Even with the computing power of 2005 Excel can handle lots of SUM calculations, but it's important to note that each new line not only creates two more sums to calculate, but the sizes of the ranges being totalled also grows. This means processing time grows exponentially with the number of rows in the table, and this can lead to performance issues in large tables.

Also, again, there was a continued need to refresh the formula when new rows were added, deleted or rearranged. Particular attention needed to be paid that the anchored references in the formula (D$5 and E$5) always referred to the top row.

### 3: Excel Table

In 2007 Excel introduced Tables and this gave me the opportunity to part company with anchored sums. The INDEX function provided an easy way to lookup the balance from the previous line, and an IF statement allowed for a different calculation for the top line, yet still have a formula that could be copied to every row.

On the downside the formula covers ten lines (the first eight of which return either the Opening Balance or the balance from the previous line, depending on the row number. And the row number needed to be calculated twice in the formula.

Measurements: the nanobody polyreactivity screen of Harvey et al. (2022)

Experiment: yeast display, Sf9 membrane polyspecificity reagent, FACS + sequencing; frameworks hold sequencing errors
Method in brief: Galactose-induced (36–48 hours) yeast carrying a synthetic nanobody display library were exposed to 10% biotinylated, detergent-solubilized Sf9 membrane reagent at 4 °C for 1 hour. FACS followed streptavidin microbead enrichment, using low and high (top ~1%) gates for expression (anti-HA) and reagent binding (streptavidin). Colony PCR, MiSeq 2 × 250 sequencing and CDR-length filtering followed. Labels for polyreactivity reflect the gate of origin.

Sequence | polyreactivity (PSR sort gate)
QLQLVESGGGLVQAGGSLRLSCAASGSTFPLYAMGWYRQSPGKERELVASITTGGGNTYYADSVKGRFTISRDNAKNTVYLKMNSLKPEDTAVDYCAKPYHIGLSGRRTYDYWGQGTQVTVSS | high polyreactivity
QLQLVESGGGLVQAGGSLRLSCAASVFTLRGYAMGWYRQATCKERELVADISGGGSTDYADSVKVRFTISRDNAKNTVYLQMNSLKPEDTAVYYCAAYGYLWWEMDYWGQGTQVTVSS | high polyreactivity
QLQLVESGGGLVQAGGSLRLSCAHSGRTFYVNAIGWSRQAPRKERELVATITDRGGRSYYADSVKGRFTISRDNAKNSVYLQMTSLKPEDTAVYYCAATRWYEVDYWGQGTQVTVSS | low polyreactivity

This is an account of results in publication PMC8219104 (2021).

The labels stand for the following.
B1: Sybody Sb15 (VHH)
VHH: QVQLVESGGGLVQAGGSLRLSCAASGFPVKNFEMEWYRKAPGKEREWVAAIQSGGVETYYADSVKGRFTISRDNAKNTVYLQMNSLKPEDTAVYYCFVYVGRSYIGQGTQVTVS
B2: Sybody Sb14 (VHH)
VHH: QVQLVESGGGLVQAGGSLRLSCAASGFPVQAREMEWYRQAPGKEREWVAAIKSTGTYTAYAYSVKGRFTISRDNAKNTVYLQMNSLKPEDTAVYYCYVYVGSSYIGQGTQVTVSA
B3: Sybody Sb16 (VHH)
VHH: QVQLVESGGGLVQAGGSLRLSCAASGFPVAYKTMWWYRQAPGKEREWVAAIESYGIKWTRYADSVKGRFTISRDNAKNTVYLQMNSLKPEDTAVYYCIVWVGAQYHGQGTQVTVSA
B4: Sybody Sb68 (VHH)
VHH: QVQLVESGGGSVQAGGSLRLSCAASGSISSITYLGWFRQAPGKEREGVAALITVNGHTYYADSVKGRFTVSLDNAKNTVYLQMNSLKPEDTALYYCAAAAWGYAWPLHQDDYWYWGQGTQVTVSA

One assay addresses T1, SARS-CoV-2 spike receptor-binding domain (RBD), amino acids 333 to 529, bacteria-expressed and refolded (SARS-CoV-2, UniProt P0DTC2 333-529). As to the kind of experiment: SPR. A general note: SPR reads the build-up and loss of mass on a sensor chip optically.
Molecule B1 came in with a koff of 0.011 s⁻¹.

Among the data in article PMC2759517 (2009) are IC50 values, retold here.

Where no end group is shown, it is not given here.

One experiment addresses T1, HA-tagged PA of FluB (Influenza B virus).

**Note**. The remaining methods all use Excel Tables, but find ways to address some of the above issues.

*4. Excel Table with Helper Columns*

*Helper columns can be used to break up more complicated formula into several small and easily understood formulas. And they can also improve performance issues, as typically the calculations in the helper columns will only need to be performed once.*

*In this example the columns "Row" and "BF" are the helper columns, which are in red as a reminder that they need to be hidden. The formula in the Helper and Balance columns are as follows:*

These are smaller and more easily understood formulas, and is overall less code than in method 3. Moreover, the calculation for the row number only needs to be entered (and executed) once. However, having the calculation spread over three separate columns is not necessarily helpful.